PAUL K LYONS
JOURNAL - 1983 - FEBRUARY
Wednesday 2 February
Despite 20 minutes of yoga this morning and a relaxing bath I fell asleep on the train and now I'm yawning away the morning. I was intensely annoyed by the conversation taking place next to me on the train and tried to incorporate it into some dreams.
Last night I went to a performance. Raoul had invited two colleagues and their wives to dinner. I was lured by the promise of meeting the inscrutable Marsha. . .
Three of four days have gone by and I've forgotten completely what I was going to say about that dinner party. The wife of a research scientist was rather full of herself. She dominated the conversation and was always anxious to remind us that she had a doctorate. Her husband was also a pushy conversationalist. Together they were a sharp contrast with the quiet, rather reserved couple from New Zealand.
Sat - party with Liz; Sun - Bel and film; Tues - R & V; Wed - 'Guys and Dolls' with Bel; Thurs - Anne and photos; Fri - home alone; Sat - Bel's
On Friday's 'The World Tonight' on Radio Four there was an exclusive interview with an Argentinian retired general who has just published an article which questions the veracity of the Frank report. The general claims the invasion of The Malvinas was planned three months ahead, and that this was almost general knowledge in Argentina. He says he cannot understand why Mrs Thatcher did not know about it, and suggests she exploited the situation for political gain. The same general criticises the Argentine government for making major errors and mis-reading British signals.
Knowing how much work will go into the task, it's difficult to choose wool for someone else to knit you a sweater. Because I feel it's essential to choose the right and best wool, I've not been able to decide. First, I bought a ball of red wool in Sutton, but subsequently discovered it was the same tomato red as many of my other clothes. Then I got bolder and bought 15 rolls of blue - what I thought was a brilliant blue. But Bel said it was muddy, and so I ended up driving to Brent Cross with Mum to help. In the end I chose a speckled green. I know how much she likes speckled wool! Have I chosen this for her or for me. Now I must take back the 15 balls of red and blue wool to Sutton.
What a tidy book this is turning out to be.
I have moments of tremendous doubts. I do not want to grow up into this world. But look. I buy a house. I get a new job. So what. These are peak moments in men's lives. I will not gather them in. Better still the breath on a mountain top or the first glimpse of an iced-over sea or the joy of wind fresh from warm places. I do not enjoy the struggle. Why else do these things. Prove yourself a man, my boy, make your way. But here I am and these things have to be done.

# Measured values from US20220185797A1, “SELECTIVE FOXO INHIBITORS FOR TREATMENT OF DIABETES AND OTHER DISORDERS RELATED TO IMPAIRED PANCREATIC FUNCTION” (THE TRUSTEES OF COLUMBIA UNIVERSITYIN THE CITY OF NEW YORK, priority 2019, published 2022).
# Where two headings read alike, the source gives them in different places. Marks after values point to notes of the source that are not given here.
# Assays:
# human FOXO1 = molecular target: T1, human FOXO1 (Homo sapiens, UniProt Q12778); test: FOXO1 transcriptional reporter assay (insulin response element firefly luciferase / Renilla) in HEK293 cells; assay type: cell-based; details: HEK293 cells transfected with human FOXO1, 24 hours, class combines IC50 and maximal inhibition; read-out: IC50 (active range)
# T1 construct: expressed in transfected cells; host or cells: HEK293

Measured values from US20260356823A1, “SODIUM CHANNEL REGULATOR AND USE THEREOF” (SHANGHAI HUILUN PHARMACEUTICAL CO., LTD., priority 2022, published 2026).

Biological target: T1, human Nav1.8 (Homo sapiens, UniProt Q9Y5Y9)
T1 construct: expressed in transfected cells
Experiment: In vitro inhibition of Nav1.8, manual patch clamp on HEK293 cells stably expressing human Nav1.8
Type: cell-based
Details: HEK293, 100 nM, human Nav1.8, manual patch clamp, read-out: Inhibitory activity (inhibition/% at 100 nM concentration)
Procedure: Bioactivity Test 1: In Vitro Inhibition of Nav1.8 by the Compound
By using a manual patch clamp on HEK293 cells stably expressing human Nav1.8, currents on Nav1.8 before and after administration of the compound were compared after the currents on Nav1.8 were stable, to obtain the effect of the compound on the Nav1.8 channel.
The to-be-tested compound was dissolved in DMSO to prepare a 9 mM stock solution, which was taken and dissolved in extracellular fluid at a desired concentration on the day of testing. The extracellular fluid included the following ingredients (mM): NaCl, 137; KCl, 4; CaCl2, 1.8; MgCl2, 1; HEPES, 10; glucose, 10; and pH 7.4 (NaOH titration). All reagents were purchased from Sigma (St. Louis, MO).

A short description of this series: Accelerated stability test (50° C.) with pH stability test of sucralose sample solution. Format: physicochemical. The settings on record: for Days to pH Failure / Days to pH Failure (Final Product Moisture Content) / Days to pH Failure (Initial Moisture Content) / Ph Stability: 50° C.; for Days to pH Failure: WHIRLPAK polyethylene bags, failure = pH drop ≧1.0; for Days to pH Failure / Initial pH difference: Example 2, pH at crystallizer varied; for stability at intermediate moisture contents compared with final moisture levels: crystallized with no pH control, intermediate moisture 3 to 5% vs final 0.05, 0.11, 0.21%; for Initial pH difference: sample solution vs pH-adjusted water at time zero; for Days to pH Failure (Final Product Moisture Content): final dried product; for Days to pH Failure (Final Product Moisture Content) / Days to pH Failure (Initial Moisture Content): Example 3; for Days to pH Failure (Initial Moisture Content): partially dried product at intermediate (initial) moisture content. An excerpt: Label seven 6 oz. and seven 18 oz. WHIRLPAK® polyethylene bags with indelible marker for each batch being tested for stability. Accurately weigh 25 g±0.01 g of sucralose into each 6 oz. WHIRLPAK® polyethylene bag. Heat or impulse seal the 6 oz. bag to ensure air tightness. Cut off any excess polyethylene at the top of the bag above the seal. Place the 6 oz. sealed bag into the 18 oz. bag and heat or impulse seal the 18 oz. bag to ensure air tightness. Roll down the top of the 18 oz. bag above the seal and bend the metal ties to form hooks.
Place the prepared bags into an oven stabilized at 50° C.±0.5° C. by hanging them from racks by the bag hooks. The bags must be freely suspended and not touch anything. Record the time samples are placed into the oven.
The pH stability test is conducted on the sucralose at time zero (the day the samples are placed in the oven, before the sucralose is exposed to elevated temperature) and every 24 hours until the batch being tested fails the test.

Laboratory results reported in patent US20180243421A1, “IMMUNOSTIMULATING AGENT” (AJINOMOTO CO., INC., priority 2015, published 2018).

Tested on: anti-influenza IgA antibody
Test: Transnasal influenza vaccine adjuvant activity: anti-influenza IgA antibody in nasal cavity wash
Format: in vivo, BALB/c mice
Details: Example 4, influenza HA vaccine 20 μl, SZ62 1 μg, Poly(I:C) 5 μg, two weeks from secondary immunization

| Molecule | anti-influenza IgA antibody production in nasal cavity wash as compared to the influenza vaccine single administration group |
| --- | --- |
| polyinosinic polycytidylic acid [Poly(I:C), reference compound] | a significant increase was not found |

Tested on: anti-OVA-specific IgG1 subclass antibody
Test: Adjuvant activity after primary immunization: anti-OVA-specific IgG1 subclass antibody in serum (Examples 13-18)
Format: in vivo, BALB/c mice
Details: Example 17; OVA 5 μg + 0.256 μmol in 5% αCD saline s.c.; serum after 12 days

Mon - Royal Festival Hall with Bel; Wed - Angela; Thurs - wine bar with Ros; Fri - Royal Festival Hall with Bel; Sat - Mum's with Bel; Sun - At Home with R&A, R&C, Gale, Jan
Wednesday 16 February 1983
Completion Day. The nervous lanky solicitor kept ringing me up all morning to clarify the position of the keys. She's on her way to Kilburn as though Kilburn were north of Newcastle. 13 Aldershot Road, NW6. Keep it simple. Like it simple. Never was a house owner before.
A nervous sort of tension has kept me high and arrogant for days with little peace of mind to sit and write. The new house has kept me more preoccupied than the thought of the new job at McGraw-Hill.
I pack slowly in an effort to sift my jumble of belongings. There is little of value and little of quality from one end of them to the other, from scalfs to furniture, from cutlery to enlarger. Despite a tingling excitement about the new house, I am also acutely aware that it will be full of the same possessions. Books are a bind. They fill endless boxes and make them heavy. Why do I keep such books, old Penguins, hard back copies of Dickens, compilations of 50s photographs, Time Life books on the sea and the like. And trousers. What do I do with those baggy flares that swallow up the carpet as well as my feet? Will they ever come back into fashion? Chuck 'em. And those new trousers with a waist too tight for my stomach line. Do I keep old jumpers with holes in to work on the car. Chuck 'em, Chuck 'em not, Chuck 'em . . .
Paul K Lyons
Copyright © PiKLe PuBLiSHiNG